Yours sincerely,

John Perrott

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email to Addiction To Medicine round table members

To round table members

On 15 September 2011 specific actions were agreed at the Addictions To Medicines (ATM) round table meeting to address the issue of involuntary tranquilliser addiction.

Action point number 2 with responsibility given to the RCGP was:

“To develop updated guidance and training for GPs and other healthcare professionals on addiction to medicines”

The SMMGP draft Benzo guidance was sent out in 2011 to a limited number of people including benzodiazepine expert Professor Heather Ashton.

Professor Ashton sent Chris Ford, who is responsible for the development of the guidance, criticisms of the draft, the main ones being:

1.  The draft guidance is overly long and complicated with doctors unlikely to read it.

2. The draft guidance repeats the same error made in Professor Strang’s NAC review by conflating the two populations of involuntary tranquilliser addicts and substance misusers. Classifying patients as misusers rather than involuntary tranquilliser addicts leads to dangerous and unsuccessful rapid withdrawal regimes circa 12 weeks. The guidance also conflates different drugs such as opiates and benzodiazepines/z drugs.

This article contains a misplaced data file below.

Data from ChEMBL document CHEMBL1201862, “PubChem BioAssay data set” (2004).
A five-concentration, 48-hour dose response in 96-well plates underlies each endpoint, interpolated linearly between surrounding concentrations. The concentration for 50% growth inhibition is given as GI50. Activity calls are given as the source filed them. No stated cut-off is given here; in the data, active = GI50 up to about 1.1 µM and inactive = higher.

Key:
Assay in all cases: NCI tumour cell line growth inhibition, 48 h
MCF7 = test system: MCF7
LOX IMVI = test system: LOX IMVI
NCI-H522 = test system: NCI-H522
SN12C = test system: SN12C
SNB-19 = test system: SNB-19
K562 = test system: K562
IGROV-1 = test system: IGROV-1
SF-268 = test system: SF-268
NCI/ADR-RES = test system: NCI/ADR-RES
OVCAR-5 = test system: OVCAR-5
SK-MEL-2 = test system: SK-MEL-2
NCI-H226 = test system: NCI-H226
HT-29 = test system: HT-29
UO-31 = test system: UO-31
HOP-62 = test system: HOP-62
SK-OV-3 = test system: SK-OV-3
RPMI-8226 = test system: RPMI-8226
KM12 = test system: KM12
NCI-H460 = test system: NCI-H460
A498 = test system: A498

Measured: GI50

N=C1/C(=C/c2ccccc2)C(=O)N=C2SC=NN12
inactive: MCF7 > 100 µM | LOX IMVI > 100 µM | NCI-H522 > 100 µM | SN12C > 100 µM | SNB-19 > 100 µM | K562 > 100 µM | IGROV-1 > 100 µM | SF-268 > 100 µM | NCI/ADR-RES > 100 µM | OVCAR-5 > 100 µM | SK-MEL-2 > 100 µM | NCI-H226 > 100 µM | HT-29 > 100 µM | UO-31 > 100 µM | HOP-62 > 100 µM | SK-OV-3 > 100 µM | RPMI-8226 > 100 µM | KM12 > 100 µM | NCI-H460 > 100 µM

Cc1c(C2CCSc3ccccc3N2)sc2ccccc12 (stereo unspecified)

3. Doctors will not be prompted by the guidance to comply with the existing 1988 prescribing guidelines or provide appropriate tranquilliser withdrawal treatment.

On the SMMGP forums an enquiry was posted 20 June 2014 asking when the new benzo guidance would be published. This was the reply from Elsa Browne, PHE, who along with Chris Ford, met Jim Dobbin MP to discuss the issue of ITA in February 2012.

“Hi Pete, Ah, the benzo guidance. We have a final draft but have not been able to progress it to publishing for reasons too numerous and too complex to go into here.

For more information, please email me on elsa.browne@phe.gov.uk

This is a link to the thread: http://smmgp.groupee.net/eve/forums/a/tpc/f/1064030241/m/8337082176

The reasons are not numerous or complex as Elsa Browne claims, simply that the guidance is unfit for its intended purpose as laid out in the Addiction to Medicines round table action points and remains unpublished.

http://www.appgita.com/index.php/2014/06/smmgp-draft-updated-benzo-guidance/

Furthermore, the training referred to in action point number 2 has resulted in a RCGP/CPPE training module which was equally criticised by Professor Ashton who’s comments were:

“This misrepresents involuntary tranquilliser addiction as substance misuse. This is the very issue that APPGITA has been campaigning against and was discussed at the round table. Jim Dobbin MP warned about the consequences and advised attendees not to sign the consensus. This is the sad consequence caused by those who signed it – involuntary tranquilliser dependent people still labelled as drug misusers”